In store, products and brand are showcased in a really conventional way. No surprises whatsoever.




It is OK to feature a sprint track in the running shoes section but it should be interactive to be really cool. Why don’t customers use this track to have their performances monitored by store’s associates ?


Go Sport’s merchandising remains conventional even when it comes to unexpected brands like New Era. Too bad.


Whilst brands are merged into a conventional merchandising, Nike is the only one major sports brand to stand out. The swoosh has obviously partnered at the earliest stage with Go Sport to enhance the sections where the brand plays a leading role.

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I feel that the shop would have brought a bolder experience if the merchandising had played with different heights and various podiums. Better looking mannequins would have helped too (the same as we can see in Nike stores for example).




When Go Sport promotes shoes at bargain prices, the setting is not really spectacular.


The very few interactive initiatives from the brand should be more explicit. I would have liked to fully understand how the “come run with us” service works. There is no information available to explain it to you.


In the same shopping mall, Nike has also opened a new store. Surprisingly, Nike curates exactly the same service as Go Sport. Anyway, the brand makes it straightforward with the set schedules on a digital screen.


Go Sport has introduced its new Bike section brand (“Bike +”) into its flagship. Sounds exciting in the first place. Besides selling bikes, “Bike +”provides shoppers with a very useful repair and maintenance services. Great.


Disappointments arise when you pay more attention. I was amazed to see that € 2,000 bikes were not showcased on podiums with some extra informations.  To sell these machines, I think that added-value visual merchandising is needed. Mixing up cycling clothing and bikes on a same podium would have been appreciated too.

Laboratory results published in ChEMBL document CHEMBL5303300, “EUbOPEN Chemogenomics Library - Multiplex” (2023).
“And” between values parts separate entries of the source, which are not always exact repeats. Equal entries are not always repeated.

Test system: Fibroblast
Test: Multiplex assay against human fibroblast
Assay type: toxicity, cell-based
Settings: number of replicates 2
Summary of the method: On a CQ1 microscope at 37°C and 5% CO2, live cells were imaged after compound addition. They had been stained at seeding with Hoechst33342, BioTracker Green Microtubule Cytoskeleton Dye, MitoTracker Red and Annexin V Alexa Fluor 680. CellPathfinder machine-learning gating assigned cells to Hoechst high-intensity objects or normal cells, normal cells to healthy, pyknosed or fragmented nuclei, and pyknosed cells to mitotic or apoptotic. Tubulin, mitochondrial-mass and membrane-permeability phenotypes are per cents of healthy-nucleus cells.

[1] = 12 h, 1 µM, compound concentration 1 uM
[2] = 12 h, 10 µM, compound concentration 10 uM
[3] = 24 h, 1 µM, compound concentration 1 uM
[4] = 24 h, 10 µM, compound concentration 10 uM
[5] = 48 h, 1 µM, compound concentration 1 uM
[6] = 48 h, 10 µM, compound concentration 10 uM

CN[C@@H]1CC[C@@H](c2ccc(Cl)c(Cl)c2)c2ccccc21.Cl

Go Sport has designed lighting as a key element of the store. And it is pretty efficient. Anyway, the whole store is a bit sad and lacks in vivid colors sometimes. I think that the dark floor doesn’t help to bring extra energy to the store.


Go Sport has designed really well laid-out tills. The path to purchase is clear and comfortable.



  • In my opinion, Go Sport new store at Forum des Halles looks more like a decent renovation of an existing store than a real flagship supposed to embody the brand’s new ambitions.
  • If Go Sport has decided to be the “French Home of exciting and international sporting brands” in order to generate extra new footfall and increase its revenues, I think that there is still a lot to do. Starting with merchandising. What I saw was really too conventional to drive impulse buying.
  • The shopper experience is a bit disappointing. Visitors are not living a sport experience. At least not a vibrant one. We expect Go Sport to provide shoppers with interactive, fun and cool experience. So does Nike in its new store located 5 minutes away from Go Sport in the same mall. And I am pretty sure that Forum des Halles visitors have already noticed it as well.
  • What should work Go Sport managers be preoccupied about is that even Decathlon is now able to give birth to exciting stores, especially outside France. See the full article here.